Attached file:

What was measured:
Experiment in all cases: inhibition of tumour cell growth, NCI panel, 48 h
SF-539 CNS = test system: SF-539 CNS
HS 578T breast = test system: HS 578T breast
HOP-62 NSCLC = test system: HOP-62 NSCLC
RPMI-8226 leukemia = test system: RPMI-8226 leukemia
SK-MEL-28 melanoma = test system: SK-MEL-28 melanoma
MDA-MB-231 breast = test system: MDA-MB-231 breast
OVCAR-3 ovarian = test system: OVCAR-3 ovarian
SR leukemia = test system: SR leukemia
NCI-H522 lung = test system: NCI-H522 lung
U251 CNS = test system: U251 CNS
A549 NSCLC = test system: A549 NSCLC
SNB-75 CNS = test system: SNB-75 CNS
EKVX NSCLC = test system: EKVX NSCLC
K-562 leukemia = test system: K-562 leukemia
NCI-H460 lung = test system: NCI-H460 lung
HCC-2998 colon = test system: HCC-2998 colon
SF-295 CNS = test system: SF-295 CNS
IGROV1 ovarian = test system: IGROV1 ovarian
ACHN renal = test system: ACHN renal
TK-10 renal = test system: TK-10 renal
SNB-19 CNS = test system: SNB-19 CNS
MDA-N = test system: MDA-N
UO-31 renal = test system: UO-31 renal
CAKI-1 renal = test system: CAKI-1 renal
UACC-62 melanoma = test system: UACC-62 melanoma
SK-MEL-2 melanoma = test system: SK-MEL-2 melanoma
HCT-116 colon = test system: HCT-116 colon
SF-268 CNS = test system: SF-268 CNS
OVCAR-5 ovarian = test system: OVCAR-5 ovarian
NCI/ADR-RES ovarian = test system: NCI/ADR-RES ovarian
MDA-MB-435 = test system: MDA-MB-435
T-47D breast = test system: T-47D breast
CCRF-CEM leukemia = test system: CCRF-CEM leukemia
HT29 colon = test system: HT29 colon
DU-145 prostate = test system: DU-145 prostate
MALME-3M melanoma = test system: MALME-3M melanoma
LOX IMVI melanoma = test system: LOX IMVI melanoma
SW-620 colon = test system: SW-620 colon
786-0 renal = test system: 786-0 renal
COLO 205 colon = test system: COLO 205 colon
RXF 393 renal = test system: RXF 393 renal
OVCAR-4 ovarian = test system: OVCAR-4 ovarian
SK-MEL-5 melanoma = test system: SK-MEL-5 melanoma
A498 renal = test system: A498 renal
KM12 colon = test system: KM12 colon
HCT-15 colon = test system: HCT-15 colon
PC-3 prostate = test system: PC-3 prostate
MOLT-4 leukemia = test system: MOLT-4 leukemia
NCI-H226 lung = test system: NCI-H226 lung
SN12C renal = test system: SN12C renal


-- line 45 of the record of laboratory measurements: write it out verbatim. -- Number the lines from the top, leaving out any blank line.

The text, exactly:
SK-MEL-5 melanoma = test system: SK-MEL-5 melanoma